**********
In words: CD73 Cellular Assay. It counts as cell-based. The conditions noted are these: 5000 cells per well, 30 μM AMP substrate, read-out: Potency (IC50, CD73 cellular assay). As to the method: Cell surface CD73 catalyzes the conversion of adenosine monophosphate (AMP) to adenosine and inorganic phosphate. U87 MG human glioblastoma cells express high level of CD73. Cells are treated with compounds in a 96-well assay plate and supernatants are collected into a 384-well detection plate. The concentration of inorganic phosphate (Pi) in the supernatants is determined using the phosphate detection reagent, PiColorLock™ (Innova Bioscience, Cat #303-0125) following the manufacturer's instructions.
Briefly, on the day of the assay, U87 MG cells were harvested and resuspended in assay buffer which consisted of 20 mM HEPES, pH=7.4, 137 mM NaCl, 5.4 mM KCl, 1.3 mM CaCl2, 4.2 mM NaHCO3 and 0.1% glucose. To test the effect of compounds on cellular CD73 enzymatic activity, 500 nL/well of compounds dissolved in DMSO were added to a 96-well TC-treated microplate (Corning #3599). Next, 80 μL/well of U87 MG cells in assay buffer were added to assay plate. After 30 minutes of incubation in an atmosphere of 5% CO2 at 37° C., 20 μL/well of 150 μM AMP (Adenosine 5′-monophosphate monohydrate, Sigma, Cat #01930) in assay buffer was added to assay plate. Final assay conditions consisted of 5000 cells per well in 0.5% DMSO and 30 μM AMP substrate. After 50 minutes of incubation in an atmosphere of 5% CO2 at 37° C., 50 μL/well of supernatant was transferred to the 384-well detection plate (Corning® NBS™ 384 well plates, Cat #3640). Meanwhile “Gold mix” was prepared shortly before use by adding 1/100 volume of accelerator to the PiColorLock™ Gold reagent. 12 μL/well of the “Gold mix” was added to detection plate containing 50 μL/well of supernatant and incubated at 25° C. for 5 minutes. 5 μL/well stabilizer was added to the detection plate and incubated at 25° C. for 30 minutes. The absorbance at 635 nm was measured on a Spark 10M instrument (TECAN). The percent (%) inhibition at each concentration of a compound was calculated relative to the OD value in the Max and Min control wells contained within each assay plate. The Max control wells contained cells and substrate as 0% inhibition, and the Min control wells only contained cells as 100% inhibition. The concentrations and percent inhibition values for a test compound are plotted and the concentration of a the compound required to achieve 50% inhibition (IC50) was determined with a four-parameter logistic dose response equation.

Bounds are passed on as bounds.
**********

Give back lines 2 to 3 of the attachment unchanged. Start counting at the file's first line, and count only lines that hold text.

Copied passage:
Briefly, on the day of the assay, U87 MG cells were harvested and resuspended in assay buffer which consisted of 20 mM HEPES, pH=7.4, 137 mM NaCl, 5.4 mM KCl, 1.3 mM CaCl2, 4.2 mM NaHCO3 and 0.1% glucose. To test the effect of compounds on cellular CD73 enzymatic activity, 500 nL/well of compounds dissolved in DMSO were added to a 96-well TC-treated microplate (Corning #3599). Next, 80 μL/well of U87 MG cells in assay buffer were added to assay plate. After 30 minutes of incubation in an atmosphere of 5% CO2 at 37° C., 20 μL/well of 150 μM AMP (Adenosine 5′-monophosphate monohydrate, Sigma, Cat #01930) in assay buffer was added to assay plate. Final assay conditions consisted of 5000 cells per well in 0.5% DMSO and 30 μM AMP substrate. After 50 minutes of incubation in an atmosphere of 5% CO2 at 37° C., 50 μL/well of supernatant was transferred to the 384-well detection plate (Corning® NBS™ 384 well plates, Cat #3640). Meanwhile “Gold mix” was prepared shortly before use by adding 1/100 volume of accelerator to the PiColorLock™ Gold reagent. 12 μL/well of the “Gold mix” was added to detection plate containing 50 μL/well of supernatant and incubated at 25° C. for 5 minutes. 5 μL/well stabilizer was added to the detection plate and incubated at 25° C. for 30 minutes. The absorbance at 635 nm was measured on a Spark 10M instrument (TECAN). The percent (%) inhibition at each concentration of a compound was calculated relative to the OD value in the Max and Min control wells contained within each assay plate. The Max control wells contained cells and substrate as 0% inhibition, and the Min control wells only contained cells as 100% inhibition. The concentrations and percent inhibition values for a test compound are plotted and the concentration of a the compound required to achieve 50% inhibition (IC50) was determined with a four-parameter logistic dose response equation.

Bounds are passed on as bounds.